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10 Laws of Daytrading

Original post by Ben Taylor of Demand Media

Day traders enter and exit positions on stock exchanges and commodity markets quickly in the hopes of earning a profit in the extreme short-term. A reliable law or rule for daytrading does not steer a trader in one particular direction or another, but instead offers unbiased advice for approaching a market. Daytrading laws and rules help new and experienced traders create trading strategies and parameters for varying market conditions.

Practice Trading

Before executing live trades, execute practice trades to test your trading strategies and decisions. Practice trades will also help you keep the pace that is required of daytraders. Michael Sincere of MarketWatch.com recommends practicing with a realistic sum of money to maximize the educational value of the experience.

Keep a Journal

Keep a record of each of your trades and their results to help identify trends and avoid replicating unprofitable mistakes. Peter Reznicek of ShadowTrader.com recommends recording no less than the time, size and price of each trade, as well as whether the trade resulted in a profit or a loss.

Know Your Sectors

Understanding the reactions of different sectors to certain events can shape trading strategies that account for volatility and systemic risk. Reznicek recommends beginning sector analysis by noting which sectors are extremely strong or weak; doing so will unearth trading opportunities. Strong sectors will present opportunities for long positions; weak sectors will present opportunities to short a stock.

Study Market Indicators

Market indicators are events that signal a trader to enter or exit a position. Indicators, such as the stock's trading volume and breadth, can signal to buy or sell a stock. A stock's breadth indicates how many shares of its stock are being sold and how many are being bought, according to IndexIndicators.com; it is expressed as a ratio.

Begin With Partial Positions

Diversification is an important consideration for daytraders. Opening a new trading position with only a part of your capital helps to minimize your losses should the security not trend in your favor. Should the trade trend in your direction, you can always invest more money.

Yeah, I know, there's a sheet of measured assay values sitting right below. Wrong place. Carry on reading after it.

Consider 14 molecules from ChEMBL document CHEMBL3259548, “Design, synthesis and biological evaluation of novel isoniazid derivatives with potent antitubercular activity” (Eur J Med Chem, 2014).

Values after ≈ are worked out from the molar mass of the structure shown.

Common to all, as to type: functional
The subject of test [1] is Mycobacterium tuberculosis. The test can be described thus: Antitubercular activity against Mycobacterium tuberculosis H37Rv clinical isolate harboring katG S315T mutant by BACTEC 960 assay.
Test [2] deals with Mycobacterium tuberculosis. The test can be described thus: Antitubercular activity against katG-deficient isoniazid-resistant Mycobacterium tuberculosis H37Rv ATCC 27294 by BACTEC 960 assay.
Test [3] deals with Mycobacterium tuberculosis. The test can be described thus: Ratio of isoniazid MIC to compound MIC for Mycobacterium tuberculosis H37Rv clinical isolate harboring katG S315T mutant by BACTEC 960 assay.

Avoid Going All-In

Investing all of your available cash in a particular security can be disastrous if the trade does not trend in your favor. Investing all of your resources might be advantageous if you time your entry and exit precisely, but such precision is difficult to ascertain, according to the DayTrader Hotline website.

Use Limits and Stops

If you are trading several open positions at once, effectively managing each position is difficult. Limit orders allow you to set price limitations for your position in a stock, according to Sincere, which can ensure profits and cut losses if you aren't able to manually enter or exit a position.

Know Your Limits

You should always have a buying and selling plan when you begin trading. In addition to knowing at what price you will buy or sell a security, determine how much money you can afford to spend on a position. Consider every risk associated with a position, and set your investing limits accordingly.

Cut Your Losses

Though a stock might temporarily reverse its position, Reznicek estimates between 40 and 50 percent of all trades don't go exactly as planned. Market indicators and your trading journal are both useful in helping determine when you are in a losing position and should cut your losses.

Interpret Patterns and Trends

Over time, market indicators, your trading journal and the behavior of the markets in which you trade will reveal patterns and trends. If you anticipate stocks in a market to trend downward, enter a short position to profit from that trend; if the market will trend upward, enter a long position.

                   

References

About the Author

Ben Taylor has been writing since 2005 and has had work published by WEKU-FM and West Virginia Public Broadcasting both on air and online. Taylor holds a Master of Arts in English from Eastern Kentucky University and currently teaches composition and ESL there.

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